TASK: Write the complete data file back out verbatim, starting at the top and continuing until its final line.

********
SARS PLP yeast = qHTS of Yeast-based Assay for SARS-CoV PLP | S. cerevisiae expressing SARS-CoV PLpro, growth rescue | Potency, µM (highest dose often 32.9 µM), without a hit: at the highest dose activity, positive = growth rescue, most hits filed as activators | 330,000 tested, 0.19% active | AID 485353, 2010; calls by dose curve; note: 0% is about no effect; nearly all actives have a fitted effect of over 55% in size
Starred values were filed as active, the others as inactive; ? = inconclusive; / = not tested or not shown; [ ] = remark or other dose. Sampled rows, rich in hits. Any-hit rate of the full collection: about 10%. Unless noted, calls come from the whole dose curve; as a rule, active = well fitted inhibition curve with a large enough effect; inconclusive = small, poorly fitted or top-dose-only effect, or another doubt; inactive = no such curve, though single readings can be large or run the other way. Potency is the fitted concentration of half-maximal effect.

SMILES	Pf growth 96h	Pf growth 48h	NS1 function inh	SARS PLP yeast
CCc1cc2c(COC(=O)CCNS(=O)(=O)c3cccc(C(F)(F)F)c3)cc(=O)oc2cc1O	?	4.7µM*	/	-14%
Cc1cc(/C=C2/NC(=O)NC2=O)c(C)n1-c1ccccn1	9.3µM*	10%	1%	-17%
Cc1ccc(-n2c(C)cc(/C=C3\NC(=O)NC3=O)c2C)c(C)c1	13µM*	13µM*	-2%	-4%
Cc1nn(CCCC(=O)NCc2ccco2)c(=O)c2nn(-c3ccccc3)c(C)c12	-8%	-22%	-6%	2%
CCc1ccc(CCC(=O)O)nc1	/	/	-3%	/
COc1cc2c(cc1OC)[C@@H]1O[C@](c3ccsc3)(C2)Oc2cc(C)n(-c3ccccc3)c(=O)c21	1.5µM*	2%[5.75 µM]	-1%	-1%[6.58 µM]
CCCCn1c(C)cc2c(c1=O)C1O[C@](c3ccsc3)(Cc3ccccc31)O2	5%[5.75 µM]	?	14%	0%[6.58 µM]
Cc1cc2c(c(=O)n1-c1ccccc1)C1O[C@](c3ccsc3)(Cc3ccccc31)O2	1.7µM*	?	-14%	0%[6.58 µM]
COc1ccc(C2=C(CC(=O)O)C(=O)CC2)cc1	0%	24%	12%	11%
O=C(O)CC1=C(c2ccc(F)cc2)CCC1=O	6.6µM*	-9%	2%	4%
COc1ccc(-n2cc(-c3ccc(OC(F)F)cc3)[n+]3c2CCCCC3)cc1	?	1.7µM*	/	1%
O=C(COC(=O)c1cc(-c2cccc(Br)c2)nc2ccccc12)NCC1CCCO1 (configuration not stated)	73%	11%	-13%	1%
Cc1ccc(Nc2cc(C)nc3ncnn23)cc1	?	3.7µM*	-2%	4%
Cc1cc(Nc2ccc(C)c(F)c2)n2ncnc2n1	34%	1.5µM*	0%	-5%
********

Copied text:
SARS PLP yeast = qHTS of Yeast-based Assay for SARS-CoV PLP | S. cerevisiae expressing SARS-CoV PLpro, growth rescue | Potency, µM (highest dose often 32.9 µM), without a hit: at the highest dose activity, positive = growth rescue, most hits filed as activators | 330,000 tested, 0.19% active | AID 485353, 2010; calls by dose curve; note: 0% is about no effect; nearly all actives have a fitted effect of over 55% in size
Starred values were filed as active, the others as inactive; ? = inconclusive; / = not tested or not shown; [ ] = remark or other dose. Sampled rows, rich in hits. Any-hit rate of the full collection: about 10%. Unless noted, calls come from the whole dose curve; as a rule, active = well fitted inhibition curve with a large enough effect; inconclusive = small, poorly fitted or top-dose-only effect, or another doubt; inactive = no such curve, though single readings can be large or run the other way. Potency is the fitted concentration of half-maximal effect.

SMILES	Pf growth 96h	Pf growth 48h	NS1 function inh	SARS PLP yeast
CCc1cc2c(COC(=O)CCNS(=O)(=O)c3cccc(C(F)(F)F)c3)cc(=O)oc2cc1O	?	4.7µM*	/	-14%
Cc1cc(/C=C2/NC(=O)NC2=O)c(C)n1-c1ccccn1	9.3µM*	10%	1%	-17%
Cc1ccc(-n2c(C)cc(/C=C3\NC(=O)NC3=O)c2C)c(C)c1	13µM*	13µM*	-2%	-4%
Cc1nn(CCCC(=O)NCc2ccco2)c(=O)c2nn(-c3ccccc3)c(C)c12	-8%	-22%	-6%	2%
CCc1ccc(CCC(=O)O)nc1	/	/	-3%	/
COc1cc2c(cc1OC)[C@@H]1O[C@](c3ccsc3)(C2)Oc2cc(C)n(-c3ccccc3)c(=O)c21	1.5µM*	2%[5.75 µM]	-1%	-1%[6.58 µM]
CCCCn1c(C)cc2c(c1=O)C1O[C@](c3ccsc3)(Cc3ccccc31)O2	5%[5.75 µM]	?	14%	0%[6.58 µM]
Cc1cc2c(c(=O)n1-c1ccccc1)C1O[C@](c3ccsc3)(Cc3ccccc31)O2	1.7µM*	?	-14%	0%[6.58 µM]
COc1ccc(C2=C(CC(=O)O)C(=O)CC2)cc1	0%	24%	12%	11%
O=C(O)CC1=C(c2ccc(F)cc2)CCC1=O	6.6µM*	-9%	2%	4%
COc1ccc(-n2cc(-c3ccc(OC(F)F)cc3)[n+]3c2CCCCC3)cc1	?	1.7µM*	/	1%
O=C(COC(=O)c1cc(-c2cccc(Br)c2)nc2ccccc12)NCC1CCCO1 (configuration not stated)	73%	11%	-13%	1%
Cc1ccc(Nc2cc(C)nc3ncnn23)cc1	?	3.7µM*	-2%	4%
Cc1cc(Nc2ccc(C)c(F)c2)n2ncnc2n1	34%	1.5µM*	0%	-5%